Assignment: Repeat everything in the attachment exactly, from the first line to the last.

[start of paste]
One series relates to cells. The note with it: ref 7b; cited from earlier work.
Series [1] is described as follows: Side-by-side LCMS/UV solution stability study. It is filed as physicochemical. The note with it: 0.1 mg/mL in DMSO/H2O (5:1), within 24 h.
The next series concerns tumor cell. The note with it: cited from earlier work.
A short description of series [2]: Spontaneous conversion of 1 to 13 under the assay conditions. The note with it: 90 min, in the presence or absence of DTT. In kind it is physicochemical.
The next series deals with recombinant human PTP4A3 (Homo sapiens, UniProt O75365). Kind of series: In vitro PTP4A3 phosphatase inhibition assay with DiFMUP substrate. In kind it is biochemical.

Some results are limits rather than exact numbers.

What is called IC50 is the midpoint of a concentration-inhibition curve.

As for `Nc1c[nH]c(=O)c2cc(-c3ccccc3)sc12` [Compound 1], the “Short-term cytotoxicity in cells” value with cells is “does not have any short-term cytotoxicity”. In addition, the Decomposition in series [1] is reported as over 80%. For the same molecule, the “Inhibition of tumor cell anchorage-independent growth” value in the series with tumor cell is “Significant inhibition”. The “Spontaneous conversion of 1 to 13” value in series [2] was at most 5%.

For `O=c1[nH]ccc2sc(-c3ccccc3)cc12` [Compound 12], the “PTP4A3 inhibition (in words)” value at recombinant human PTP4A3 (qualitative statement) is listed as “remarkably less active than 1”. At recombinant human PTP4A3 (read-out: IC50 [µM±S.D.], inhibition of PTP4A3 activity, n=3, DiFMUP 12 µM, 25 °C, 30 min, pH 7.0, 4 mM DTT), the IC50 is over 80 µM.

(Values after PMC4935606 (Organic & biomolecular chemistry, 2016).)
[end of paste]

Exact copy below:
One series relates to cells. The note with it: ref 7b; cited from earlier work.
Series [1] is described as follows: Side-by-side LCMS/UV solution stability study. It is filed as physicochemical. The note with it: 0.1 mg/mL in DMSO/H2O (5:1), within 24 h.
The next series concerns tumor cell. The note with it: cited from earlier work.
A short description of series [2]: Spontaneous conversion of 1 to 13 under the assay conditions. The note with it: 90 min, in the presence or absence of DTT. In kind it is physicochemical.
The next series deals with recombinant human PTP4A3 (Homo sapiens, UniProt O75365). Kind of series: In vitro PTP4A3 phosphatase inhibition assay with DiFMUP substrate. In kind it is biochemical.

Some results are limits rather than exact numbers.

What is called IC50 is the midpoint of a concentration-inhibition curve.

As for `Nc1c[nH]c(=O)c2cc(-c3ccccc3)sc12` [Compound 1], the “Short-term cytotoxicity in cells” value with cells is “does not have any short-term cytotoxicity”. In addition, the Decomposition in series [1] is reported as over 80%. For the same molecule, the “Inhibition of tumor cell anchorage-independent growth” value in the series with tumor cell is “Significant inhibition”. The “Spontaneous conversion of 1 to 13” value in series [2] was at most 5%.

For `O=c1[nH]ccc2sc(-c3ccccc3)cc12` [Compound 12], the “PTP4A3 inhibition (in words)” value at recombinant human PTP4A3 (qualitative statement) is listed as “remarkably less active than 1”. At recombinant human PTP4A3 (read-out: IC50 [µM±S.D.], inhibition of PTP4A3 activity, n=3, DiFMUP 12 µM, 25 °C, 30 min, pH 7.0, 4 mM DTT), the IC50 is over 80 µM.

(Values after PMC4935606 (Organic & biomolecular chemistry, 2016).)